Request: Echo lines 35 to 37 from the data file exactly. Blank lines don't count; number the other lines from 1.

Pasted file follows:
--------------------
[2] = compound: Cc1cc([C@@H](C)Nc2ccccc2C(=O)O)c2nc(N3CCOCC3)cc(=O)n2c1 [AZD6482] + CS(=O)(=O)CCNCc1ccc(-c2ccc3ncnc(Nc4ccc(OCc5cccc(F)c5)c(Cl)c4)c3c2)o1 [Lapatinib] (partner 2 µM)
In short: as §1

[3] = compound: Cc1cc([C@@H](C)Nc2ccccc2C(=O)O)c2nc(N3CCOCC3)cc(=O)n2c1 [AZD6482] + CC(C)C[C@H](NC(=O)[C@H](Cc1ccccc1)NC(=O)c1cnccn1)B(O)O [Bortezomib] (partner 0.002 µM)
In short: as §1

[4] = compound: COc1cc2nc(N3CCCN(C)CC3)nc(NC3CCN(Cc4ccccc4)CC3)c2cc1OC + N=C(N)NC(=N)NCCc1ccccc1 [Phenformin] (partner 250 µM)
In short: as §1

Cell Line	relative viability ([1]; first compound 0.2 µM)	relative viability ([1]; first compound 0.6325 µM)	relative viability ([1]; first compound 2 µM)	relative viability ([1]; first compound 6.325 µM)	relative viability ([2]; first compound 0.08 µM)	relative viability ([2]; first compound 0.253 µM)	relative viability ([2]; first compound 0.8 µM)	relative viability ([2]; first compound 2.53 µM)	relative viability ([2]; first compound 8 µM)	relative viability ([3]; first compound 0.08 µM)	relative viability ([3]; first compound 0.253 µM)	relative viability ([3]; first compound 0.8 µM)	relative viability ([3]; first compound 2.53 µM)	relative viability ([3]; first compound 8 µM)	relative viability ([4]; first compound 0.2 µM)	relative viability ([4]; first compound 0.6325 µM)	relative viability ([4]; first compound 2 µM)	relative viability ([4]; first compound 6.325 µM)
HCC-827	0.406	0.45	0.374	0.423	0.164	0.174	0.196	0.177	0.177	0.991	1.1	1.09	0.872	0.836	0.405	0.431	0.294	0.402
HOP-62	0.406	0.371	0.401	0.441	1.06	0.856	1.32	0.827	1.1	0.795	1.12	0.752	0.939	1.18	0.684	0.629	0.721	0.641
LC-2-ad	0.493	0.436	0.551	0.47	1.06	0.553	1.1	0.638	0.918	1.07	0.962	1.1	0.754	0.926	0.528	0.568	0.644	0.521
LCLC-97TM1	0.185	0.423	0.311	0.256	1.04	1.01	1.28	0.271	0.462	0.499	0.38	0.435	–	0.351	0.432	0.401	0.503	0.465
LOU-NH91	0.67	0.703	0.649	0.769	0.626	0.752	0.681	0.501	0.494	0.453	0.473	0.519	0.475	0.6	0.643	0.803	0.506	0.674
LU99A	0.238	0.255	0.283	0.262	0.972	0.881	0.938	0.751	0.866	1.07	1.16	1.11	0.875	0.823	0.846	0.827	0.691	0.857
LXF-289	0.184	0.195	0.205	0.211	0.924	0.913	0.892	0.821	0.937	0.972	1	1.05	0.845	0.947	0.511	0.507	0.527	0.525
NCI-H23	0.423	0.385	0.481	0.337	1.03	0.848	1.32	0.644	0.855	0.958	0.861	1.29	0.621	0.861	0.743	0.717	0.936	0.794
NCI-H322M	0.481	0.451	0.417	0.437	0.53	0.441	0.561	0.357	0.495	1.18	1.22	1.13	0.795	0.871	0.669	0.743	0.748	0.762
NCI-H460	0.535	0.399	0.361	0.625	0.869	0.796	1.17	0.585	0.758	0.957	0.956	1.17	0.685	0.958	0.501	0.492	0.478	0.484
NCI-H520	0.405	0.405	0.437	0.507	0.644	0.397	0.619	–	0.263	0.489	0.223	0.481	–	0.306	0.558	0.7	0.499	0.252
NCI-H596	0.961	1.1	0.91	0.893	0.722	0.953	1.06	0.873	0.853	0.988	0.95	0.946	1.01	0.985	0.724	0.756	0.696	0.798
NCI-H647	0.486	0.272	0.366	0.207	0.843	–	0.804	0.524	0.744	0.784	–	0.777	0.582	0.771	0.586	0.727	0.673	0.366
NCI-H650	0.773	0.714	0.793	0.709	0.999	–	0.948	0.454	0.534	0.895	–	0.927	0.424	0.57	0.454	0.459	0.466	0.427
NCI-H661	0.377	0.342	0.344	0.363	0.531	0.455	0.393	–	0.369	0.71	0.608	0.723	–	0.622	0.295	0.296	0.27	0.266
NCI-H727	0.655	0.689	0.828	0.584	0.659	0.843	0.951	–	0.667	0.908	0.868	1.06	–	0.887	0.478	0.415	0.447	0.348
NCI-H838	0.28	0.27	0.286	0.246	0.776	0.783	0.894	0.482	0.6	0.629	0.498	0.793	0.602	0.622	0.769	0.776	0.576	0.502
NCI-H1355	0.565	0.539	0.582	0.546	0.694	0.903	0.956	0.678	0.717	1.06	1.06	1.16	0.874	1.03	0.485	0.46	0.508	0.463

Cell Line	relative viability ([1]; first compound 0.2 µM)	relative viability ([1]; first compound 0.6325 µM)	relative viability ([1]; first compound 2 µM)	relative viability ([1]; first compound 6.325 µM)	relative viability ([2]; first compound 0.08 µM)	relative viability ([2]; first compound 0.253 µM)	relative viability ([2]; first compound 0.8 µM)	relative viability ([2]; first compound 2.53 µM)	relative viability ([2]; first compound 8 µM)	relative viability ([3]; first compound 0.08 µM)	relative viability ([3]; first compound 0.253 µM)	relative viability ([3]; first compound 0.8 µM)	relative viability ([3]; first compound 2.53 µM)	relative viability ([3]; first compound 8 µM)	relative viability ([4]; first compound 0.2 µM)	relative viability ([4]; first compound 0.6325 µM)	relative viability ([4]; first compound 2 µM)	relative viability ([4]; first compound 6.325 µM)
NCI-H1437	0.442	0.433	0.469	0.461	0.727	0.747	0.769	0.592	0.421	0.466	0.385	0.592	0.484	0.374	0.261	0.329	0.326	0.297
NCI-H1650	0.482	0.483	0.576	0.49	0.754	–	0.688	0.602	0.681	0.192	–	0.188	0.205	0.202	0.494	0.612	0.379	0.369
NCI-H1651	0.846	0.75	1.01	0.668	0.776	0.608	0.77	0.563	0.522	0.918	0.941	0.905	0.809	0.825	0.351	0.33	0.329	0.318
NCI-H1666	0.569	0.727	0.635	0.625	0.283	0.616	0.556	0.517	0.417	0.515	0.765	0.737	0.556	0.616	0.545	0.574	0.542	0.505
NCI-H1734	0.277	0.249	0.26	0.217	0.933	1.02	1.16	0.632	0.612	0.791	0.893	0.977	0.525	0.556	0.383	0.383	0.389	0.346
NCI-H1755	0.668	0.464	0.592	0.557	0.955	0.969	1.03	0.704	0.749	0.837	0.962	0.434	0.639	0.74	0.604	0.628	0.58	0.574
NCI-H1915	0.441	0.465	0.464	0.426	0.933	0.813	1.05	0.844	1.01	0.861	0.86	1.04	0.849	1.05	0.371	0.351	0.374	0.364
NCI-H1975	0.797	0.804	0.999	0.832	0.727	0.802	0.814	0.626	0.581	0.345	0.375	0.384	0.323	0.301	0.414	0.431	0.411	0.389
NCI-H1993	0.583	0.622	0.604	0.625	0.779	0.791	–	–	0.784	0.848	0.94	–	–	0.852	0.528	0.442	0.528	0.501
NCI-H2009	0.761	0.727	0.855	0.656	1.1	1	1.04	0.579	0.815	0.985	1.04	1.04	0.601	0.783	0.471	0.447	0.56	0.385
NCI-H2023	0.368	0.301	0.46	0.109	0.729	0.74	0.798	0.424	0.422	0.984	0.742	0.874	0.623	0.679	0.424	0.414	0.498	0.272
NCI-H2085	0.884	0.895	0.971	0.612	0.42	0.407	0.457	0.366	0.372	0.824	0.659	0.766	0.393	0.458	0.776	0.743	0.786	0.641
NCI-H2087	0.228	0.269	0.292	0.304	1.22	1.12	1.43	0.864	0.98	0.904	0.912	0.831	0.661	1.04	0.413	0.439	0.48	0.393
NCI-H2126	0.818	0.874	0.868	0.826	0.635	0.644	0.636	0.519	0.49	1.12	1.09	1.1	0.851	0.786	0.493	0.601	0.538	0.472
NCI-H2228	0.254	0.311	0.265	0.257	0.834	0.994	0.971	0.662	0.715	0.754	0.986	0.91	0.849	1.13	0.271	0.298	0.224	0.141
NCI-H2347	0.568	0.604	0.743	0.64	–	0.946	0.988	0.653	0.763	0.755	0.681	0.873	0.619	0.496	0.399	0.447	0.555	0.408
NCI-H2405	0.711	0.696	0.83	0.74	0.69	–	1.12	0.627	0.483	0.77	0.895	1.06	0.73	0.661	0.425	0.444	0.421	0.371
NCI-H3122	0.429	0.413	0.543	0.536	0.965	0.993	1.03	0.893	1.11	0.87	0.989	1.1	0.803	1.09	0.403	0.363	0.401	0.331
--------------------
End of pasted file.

NCI-H1993	0.583	0.622	0.604	0.625	0.779	0.791	–	–	0.784	0.848	0.94	–	–	0.852	0.528	0.442	0.528	0.501
NCI-H2009	0.761	0.727	0.855	0.656	1.1	1	1.04	0.579	0.815	0.985	1.04	1.04	0.601	0.783	0.471	0.447	0.56	0.385
NCI-H2023	0.368	0.301	0.46	0.109	0.729	0.74	0.798	0.424	0.422	0.984	0.742	0.874	0.623	0.679	0.424	0.414	0.498	0.272